How many times a week do you think,”There aren’t enough hours in the day!”?
Many people who work long hours fanatically pursue time-management methods to take care of all of their pending issues in the least amount of time possible.
The excessive rationalization and planning of chronological time, understood from a technical perspective, has led us to accelerate all the aspects of our life, forgetting that there are things that can’t be sped up without affecting their quality.
One example is the gratification a person feels because he can send thousands of people a greeting card or a standardized letter simultaneously online. But it will never be the same as a unique letter written in a personal way to just one recipient.
Although we may have the illusion that we personalized something because we put the person’s name on it, if it’s a mass mailing, everyone knows that it’s generic — and it loses value for that same reason. We get to more people in less time, but how do we get there?
We cannot reach the same level of human relationship or depth if we speed up the means of communication. If we want to get to the truth of the other person, we need time.
The paradox of the technical progress and the lack of time
For some time now, our homes have had an endless supply of appliances and devices that have allowed us to do a lot of work in less time. It goes from the microwave, dishwasher, and washing machine to the speed with which we can handle things through our phone and its applications.
The products we consume already come ready to eat. You can even buy peeled fruit and pre-washed vegetables!
All of this should make us think that we have a lot more time than our grandparents to do “more important” things. But it seems like it’s completely the opposite. No one has time for anything. Why this paradox?
What has happened to make us live such fast-paced lives?
What is happening, although it may seem strange, is that the acceleration and saving of time does not fix our problem of having “no time.” On the contrary, it’s the primary cause of the problem. By trying to use technology to increase our productivity, we automatically transfer that “productive” gaze onto people. But it doesn’t work.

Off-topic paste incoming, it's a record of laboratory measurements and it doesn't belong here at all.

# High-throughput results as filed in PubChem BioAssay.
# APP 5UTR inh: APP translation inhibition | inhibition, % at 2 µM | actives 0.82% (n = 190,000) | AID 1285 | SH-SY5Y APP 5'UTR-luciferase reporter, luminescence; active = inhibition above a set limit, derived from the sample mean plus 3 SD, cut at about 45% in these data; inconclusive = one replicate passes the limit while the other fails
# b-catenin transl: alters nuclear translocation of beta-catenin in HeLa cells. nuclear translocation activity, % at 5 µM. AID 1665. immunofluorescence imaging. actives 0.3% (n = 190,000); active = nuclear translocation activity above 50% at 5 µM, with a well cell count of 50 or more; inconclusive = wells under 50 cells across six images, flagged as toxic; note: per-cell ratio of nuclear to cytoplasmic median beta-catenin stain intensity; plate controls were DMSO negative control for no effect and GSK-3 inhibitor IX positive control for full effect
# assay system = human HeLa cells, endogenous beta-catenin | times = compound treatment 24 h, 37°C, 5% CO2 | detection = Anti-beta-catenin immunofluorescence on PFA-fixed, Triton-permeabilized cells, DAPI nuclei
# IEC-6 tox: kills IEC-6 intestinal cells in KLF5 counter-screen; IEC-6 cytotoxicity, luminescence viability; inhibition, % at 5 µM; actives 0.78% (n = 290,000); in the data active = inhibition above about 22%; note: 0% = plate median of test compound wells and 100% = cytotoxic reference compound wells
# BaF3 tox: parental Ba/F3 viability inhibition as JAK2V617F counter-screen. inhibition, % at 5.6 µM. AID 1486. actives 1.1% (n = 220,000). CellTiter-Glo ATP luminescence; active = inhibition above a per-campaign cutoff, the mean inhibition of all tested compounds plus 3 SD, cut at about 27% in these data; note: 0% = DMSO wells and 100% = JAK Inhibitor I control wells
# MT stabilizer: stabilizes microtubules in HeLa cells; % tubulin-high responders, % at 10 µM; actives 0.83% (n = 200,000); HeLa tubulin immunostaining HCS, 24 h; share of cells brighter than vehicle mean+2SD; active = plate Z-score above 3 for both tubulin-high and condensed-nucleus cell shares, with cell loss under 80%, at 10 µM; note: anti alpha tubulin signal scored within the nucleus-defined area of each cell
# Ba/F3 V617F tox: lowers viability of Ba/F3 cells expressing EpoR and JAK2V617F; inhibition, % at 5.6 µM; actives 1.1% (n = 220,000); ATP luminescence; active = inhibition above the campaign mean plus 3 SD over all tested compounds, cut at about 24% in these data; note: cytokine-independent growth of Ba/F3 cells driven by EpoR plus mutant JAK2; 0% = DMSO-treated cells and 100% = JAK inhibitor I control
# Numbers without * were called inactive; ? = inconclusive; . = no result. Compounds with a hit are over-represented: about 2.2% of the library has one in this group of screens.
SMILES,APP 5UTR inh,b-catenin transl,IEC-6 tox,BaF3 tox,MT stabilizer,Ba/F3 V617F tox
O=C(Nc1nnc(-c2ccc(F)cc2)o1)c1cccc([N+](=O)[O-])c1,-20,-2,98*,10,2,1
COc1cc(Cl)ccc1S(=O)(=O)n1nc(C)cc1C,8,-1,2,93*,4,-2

Human beings are not a machine that has to be perfected to accelerate indefinitely and thus become more productive.
As human beings, we have affective and social needs, and we have our own speeds that don’t work in an accelerated mode. We just can’t.
Competence, skill, and the demand of performance and productivity are imposed like absolute values on all areas of life, and that leads to a generalized tiredness and the loss of quality of life.
It has become a value to do things faster and faster. And after, they sell us “seminars to learn time management.”
Since we can’t question that productive mentality, we accept that the problem is that the person doesn’t know how to manage his time, when in reality the problem is the dominant mentality that makes us unable to enjoy life.
We don’t have time?
The pressure of the “lack of time” causes great anxiety because of the way we live. But in reality, we aren’t short on time, because we live in time. What we are missing is “time for” or rather, we’re short on time to do an endless list of “pendings” that are always weighing on our minds.
There is always time, and we have it throughout all our life. But it can seem like a scarcity when we subject it to a reductionist and economic point of view, when we use it for productive ends.
The problem is freedom of choice. Endless possibilities become a problem when we want to do too many things, or rather when we want to do more than what is really possible.
We are offered so many options that we couldn’t do all of them in a lifetime, so we have to choose, which always means giving up something, since we can’t do everything.
A necessary learning experience
Many people want calm and peace, but when tranquility comes, they can’t stand it. This is because we have lost the art of stopping and living in the moment.
We have forgotten pure gratuity, being for the sake of being, “not doing anything.” We see a lot of people go camping or to the beach to “rest,” but they can’t turn off their cell phones or tablets.
Whatever we don’t use, we lose. So we need to re-learn the art of pausing, of contemplating, of entering into silence, into ourselves, and rediscovering the little things of life, the wisdom of living in depth in daily life.
This doesn’t mean we have to do everything more slowly, but we have to do things with more awareness and freedom, not losing the perspective or the meaning of what we’re doing.
If we learn to do things with more awareness, with all our attention in the present moment, then rushing and anxiety will disappear.
And make the most of the times when we can slow down, because these are opportunities for interior growth and learning.
The lack of hope in the hearts of many people is due to their inability to wait; they just get impatient. Those who know that everything has its proper time will know how to wait and will not lose hope.
This article was originally published in the Spanish edition of Aleteia and has been translated and/or adapted here for English speaking readers.
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